The nations thoughts and prayers are with every single person, family, healthcare and blue light workers dealing with this crisis on all our behalf’s.

Last night we heard our Prime Minister was moved into an ICU as his Covid19 symptoms persist. I wouldn’t normally comment on politics or the leaders of countries.

This most certainly isn’t ‘normal’ times.

Boris, we all wish you a speedy recovery.

You may have heard that the Chief Medical Officer (CMO) for Scotland resigned over the weekend due to a 'do as I say, not as I do' fiasco?

And in today’s news: New Zealand's health minister has called himself an "idiot" after breaking the country's lockdown by driving his family to the beach. David Clark admitted the 12-mile (20km) drive was "a clear breach of the lockdown principles".

For me these are quite relatable stories, in particular when it comes to leaders who forget to lead.

The business of retail continues to be extremely turbulent for some, and a beacon of hope for others.

As with most things in life there's no such thing as a magic bullet, and the same can be said for writing blogs and articles.

My focus for my blogs is based around a combination of multi-channel retail industry and related subject matter.

An area I have many years of experience in and which is something I'm extremely passionate about, along with the willingness to freely share some of that business experience to those wanting to learn.

This ranges from writing about the significant changes in the multi-channel retail landscape, to the explosion of growth on 'Social Media' along with my ongoing annoyance at the intrusive advertising industry.

There's no getting away from the fact that this crisis has already changed many people's lives and industries forever. For those coming out of the other side of this only history and actions will tell us the ones that learnt and changed, along with those that still cling onto what was.

When we look back and ask the pre-Covid19 question about business transformation I think it will be safe to say that it was the virus that turbo charged any of our transformation plans.

We’re now living in an accelerated state of “digital disruption.” This means technology has transformed work and business as we know it and there's no going back.

Consumer behavior and business expectations have changed, and organisations must evolve at even greater speed to meet the changing needs of their customers. Those that didn't adjust the business mindset pre-crisis are now paying a hefty price for 'business as usual'.

Without a doubt this crisis will shine a torch on the best brands and it's leaders, and once the virus dust settles, and assuming you still have a business that's trading what will your leadership team look like post Covid19?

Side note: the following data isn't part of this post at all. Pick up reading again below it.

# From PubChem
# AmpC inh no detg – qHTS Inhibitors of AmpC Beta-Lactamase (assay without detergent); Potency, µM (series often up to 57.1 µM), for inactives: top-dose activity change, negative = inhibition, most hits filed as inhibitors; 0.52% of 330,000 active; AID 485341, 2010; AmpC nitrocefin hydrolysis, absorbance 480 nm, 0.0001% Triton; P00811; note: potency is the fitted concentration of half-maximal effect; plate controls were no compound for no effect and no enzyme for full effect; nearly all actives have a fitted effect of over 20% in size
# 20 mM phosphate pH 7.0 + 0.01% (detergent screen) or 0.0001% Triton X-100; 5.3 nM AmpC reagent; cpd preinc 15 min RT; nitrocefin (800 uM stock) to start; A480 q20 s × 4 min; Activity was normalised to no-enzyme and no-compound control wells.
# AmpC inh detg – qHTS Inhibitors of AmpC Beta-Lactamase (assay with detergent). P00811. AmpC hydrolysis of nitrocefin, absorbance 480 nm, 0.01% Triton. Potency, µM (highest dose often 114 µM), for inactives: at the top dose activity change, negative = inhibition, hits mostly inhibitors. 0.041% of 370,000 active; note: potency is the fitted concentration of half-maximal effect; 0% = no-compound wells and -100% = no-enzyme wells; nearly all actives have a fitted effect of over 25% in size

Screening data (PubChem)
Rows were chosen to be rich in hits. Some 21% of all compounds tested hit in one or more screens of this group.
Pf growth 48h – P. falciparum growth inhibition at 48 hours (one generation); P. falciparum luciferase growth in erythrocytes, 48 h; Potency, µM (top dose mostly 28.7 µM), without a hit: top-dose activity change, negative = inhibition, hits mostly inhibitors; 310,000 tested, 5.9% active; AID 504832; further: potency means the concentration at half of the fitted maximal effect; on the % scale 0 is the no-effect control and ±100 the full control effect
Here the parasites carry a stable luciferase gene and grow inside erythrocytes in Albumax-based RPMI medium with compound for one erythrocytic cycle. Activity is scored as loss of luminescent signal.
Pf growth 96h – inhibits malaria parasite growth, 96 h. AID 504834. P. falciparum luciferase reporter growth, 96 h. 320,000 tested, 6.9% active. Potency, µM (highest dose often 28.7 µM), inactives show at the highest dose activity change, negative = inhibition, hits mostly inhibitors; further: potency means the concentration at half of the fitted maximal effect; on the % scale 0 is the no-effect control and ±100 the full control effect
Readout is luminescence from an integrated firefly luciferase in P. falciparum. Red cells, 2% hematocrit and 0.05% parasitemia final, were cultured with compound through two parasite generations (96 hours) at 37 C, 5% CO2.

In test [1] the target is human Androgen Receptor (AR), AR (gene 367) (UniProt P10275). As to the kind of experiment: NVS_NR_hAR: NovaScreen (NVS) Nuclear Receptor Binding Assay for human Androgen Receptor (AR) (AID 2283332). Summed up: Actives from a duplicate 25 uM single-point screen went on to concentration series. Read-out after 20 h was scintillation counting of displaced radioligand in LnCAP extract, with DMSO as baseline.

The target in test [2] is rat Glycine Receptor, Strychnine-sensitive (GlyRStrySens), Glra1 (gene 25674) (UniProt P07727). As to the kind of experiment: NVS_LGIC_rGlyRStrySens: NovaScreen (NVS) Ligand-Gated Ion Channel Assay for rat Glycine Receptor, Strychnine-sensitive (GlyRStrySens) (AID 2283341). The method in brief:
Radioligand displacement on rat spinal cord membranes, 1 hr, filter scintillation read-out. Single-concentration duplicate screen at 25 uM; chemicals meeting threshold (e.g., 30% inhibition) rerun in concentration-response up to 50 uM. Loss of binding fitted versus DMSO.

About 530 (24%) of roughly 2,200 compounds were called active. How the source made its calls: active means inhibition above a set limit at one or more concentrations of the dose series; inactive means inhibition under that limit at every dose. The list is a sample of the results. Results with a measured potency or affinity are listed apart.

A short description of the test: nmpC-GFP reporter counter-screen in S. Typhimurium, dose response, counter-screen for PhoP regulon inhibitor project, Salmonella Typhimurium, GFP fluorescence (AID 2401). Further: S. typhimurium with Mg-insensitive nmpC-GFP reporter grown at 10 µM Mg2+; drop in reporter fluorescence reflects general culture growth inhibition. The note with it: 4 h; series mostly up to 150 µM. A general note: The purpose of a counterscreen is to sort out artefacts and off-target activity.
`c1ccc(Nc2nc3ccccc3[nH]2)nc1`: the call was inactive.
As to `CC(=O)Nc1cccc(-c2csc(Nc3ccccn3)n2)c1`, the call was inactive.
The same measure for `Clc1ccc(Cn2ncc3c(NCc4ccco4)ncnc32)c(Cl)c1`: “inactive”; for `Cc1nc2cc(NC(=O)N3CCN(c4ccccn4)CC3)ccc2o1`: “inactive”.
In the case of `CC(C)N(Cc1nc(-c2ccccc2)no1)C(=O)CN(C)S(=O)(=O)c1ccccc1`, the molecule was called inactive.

If you're currently one of those businesses contemplating a change in CEO or CMO in order to 'freshen up' and 'reinvigorate' the strategy, direction, and leadership of the company perhaps you want to try a litmus test to see if they're as good a fit as the CV says.

If it was me I would like to know if they have walked the talk on social media during this very real crisis, as such do they really understand the strategic value of the medium they previously spent most of your marketing budget on.

1) FOMO - Why are they on Social Media? A lot of people use LinkedIn and other social platforms only when they are looking for a new job or to announce how important they are when they get one - After that NOTHING so how are they going to inspire the team and learn what's new?

2) Check out their 'Social Proof' - are they a passive or active user of social media. Does it look like they 'show up' on a regular basis and engage with others, and what do they do on other social networks. Do they have a regular blog, do they produce and write industry articles. do they actively and proactively 'grow' their network. Are they seen as someone whose authentic, not just pumping out the corporate message.

3) Would you consider them as 'Social Influencer' - Do they 'actively' use social media to share knowledge and offer advice? Are they seen by others as someone to go to for advice, evidential knowledge. Do they 'listen' and engage in other people's post and articles.

Are these not important leadership traits today?

With 3.8bn people on one social platform or another around the world does simply handing social media to the guy with the beard, or the girl with the tattoo in marketing doesn't really cut it today.

Social media requires a strategy that sits across the entire business enterprise - WHY?

Because that's how today's social savvy consumer 'experiences' what you say you do.